My books

My books fall into four categories: young adult trade fiction; direct-to-the-classroom books written for the education market [which is why there are no Amazon links for these titles]; adult non-fiction; and one book which I edited, not wrote.

Adult non-fiction:

Spontaneous Combustion: A Writer’s Primer for Creative Revival, CreateSpace/Deunamos Press: This why-to book on writing published in April 2013 is my first foray into indie publishing, and it’s the most fun I’ve had writing in years. I’ve framed it as a kind of tent revival, in book form, for those of us mired in the creative doldrums.




Spontaneous Combustion: A Writer's Primer for Creative Revival






Trade fiction:

Cheshire Cheshire Moon, Front Street: This will always have a special place in my heart because it was my first published novel. It tells the story of a deaf girl who prefers to sign rather than speak. Set on an island off the coast of Maine, there is also a touch of magical realism with shared dreams that seem to be “coming real.” What I am most proud of with this book is the warm response from members of the deaf community.

Cheshire Moon





The Door in the Lake, Front Street: My editor wanted to know why I refused to pay $50 to participate in a staged “alien abduction” for this book; I don’t think so! This book was chosen by the ALA as a Quick Pick for Reluctant Readers, and was also a Scholastic Book Club selection.

The Door In the Lake





Education books:

KateKate Shelley: A Quiet Hero, Pearson: This is a fictionalized biography of a real 19th-century Iowa girl who saved a trainload of passengers from disaster. Thanks to my wonderful writer-friend Mary Scarbrough, then living in Iowa but now in South Dakota, who found me a copy of an 1890’s-era newspaper article from Kate’s hometown that I could use as a primary source.







Lost in Time with Lewis and Clark, Pearson: Based on the journals of explorers Lewis and Clark, which by the way are freely available online via Project Gutenberg, this is a fictional version of their journey as seen through the eyes of time-traveling twins.









Nature’s Numbers, DK Publishing: Math may sound dry, but the more research I did for this book, the more excited I got about the Fibonacci series of numbers—a mathematical concept that is expressed in many elements of nature. I even corresponded with mathematicians in California and Switzerland to get some expert insight.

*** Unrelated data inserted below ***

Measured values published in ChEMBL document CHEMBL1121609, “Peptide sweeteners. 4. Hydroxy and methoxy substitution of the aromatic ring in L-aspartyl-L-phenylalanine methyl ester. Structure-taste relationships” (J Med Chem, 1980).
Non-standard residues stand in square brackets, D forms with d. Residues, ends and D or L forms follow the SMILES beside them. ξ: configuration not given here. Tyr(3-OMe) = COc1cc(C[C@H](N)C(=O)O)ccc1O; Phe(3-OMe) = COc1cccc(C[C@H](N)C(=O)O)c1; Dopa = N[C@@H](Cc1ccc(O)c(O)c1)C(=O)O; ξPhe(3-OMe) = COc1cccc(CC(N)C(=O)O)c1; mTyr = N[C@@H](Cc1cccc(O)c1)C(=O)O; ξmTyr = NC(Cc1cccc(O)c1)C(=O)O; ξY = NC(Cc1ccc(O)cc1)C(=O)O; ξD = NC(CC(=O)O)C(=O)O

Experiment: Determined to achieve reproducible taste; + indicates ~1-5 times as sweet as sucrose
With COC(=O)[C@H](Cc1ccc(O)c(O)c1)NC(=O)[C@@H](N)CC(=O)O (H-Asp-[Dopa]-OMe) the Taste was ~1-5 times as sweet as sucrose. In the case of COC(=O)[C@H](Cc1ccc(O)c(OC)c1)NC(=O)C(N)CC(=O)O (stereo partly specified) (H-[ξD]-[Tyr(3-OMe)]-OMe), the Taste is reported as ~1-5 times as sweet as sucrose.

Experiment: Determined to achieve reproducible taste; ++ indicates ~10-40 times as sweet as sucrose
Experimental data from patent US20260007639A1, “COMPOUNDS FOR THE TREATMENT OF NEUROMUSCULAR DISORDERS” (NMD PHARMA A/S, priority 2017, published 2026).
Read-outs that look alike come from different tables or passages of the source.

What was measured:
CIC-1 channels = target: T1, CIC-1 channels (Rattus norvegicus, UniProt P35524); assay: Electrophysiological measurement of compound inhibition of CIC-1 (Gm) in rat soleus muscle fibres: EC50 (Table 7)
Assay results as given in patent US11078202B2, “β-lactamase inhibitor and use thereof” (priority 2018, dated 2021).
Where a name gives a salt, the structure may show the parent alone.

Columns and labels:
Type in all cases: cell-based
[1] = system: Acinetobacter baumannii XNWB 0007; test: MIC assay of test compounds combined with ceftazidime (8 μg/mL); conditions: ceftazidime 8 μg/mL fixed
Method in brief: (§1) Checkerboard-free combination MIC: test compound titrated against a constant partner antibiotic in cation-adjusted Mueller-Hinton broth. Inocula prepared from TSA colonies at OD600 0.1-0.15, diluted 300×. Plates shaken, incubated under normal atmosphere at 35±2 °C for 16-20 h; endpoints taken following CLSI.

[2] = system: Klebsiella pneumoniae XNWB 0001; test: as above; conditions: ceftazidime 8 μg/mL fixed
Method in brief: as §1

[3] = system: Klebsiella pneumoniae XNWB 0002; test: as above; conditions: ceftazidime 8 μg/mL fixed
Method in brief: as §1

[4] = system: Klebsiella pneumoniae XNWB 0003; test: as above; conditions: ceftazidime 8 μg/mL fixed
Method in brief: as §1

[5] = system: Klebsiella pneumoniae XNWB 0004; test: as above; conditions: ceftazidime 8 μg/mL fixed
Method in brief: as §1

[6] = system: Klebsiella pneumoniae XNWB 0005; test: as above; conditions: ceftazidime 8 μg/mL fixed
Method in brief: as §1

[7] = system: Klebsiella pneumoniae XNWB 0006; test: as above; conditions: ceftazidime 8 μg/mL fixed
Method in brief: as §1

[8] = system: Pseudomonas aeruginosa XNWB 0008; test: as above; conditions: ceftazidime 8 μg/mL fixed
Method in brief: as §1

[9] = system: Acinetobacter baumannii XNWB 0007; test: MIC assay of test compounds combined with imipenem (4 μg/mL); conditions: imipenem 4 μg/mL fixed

Pollinating Plants, Pearson: This is a book on plant pollination aimed at young elementary school readers.











Speaking in Signs, Pearson: This one is close to my heart because it allowed me to explore, in a non-fiction format, more about American Sign Language: a language with which I fell in love when researching my deaf protagonist, Miranda, for my first novel, Cheshire Moon.










In addition, I’ve also contributed anonymously to several different textbook series.

Edited books:



Writing it Right!, Writers Institute. I didn’t write this one; the wise and talented Sandy Asher did. This is the first book on which I was the lead editor. It’s a non-fiction work showcasing the process of revision in the work of over twenty published children’s authors. They were brave enough to share their early drafts and mid-stage rewrites, which helps you understand that it doesn’t mean that you are a lousy writer when your manuscript needs work. All books have to go through the revision process; you are not alone.






[Note: For your convenience, I’ve placed direct click-through links to Amazon should you care to purchase any of the books I mention on this website. If you do buy a book through these links, whether print or Kindle version, it won’t cost you any more, but it will contribute in a small way to support this website. And for that, I thank you.]


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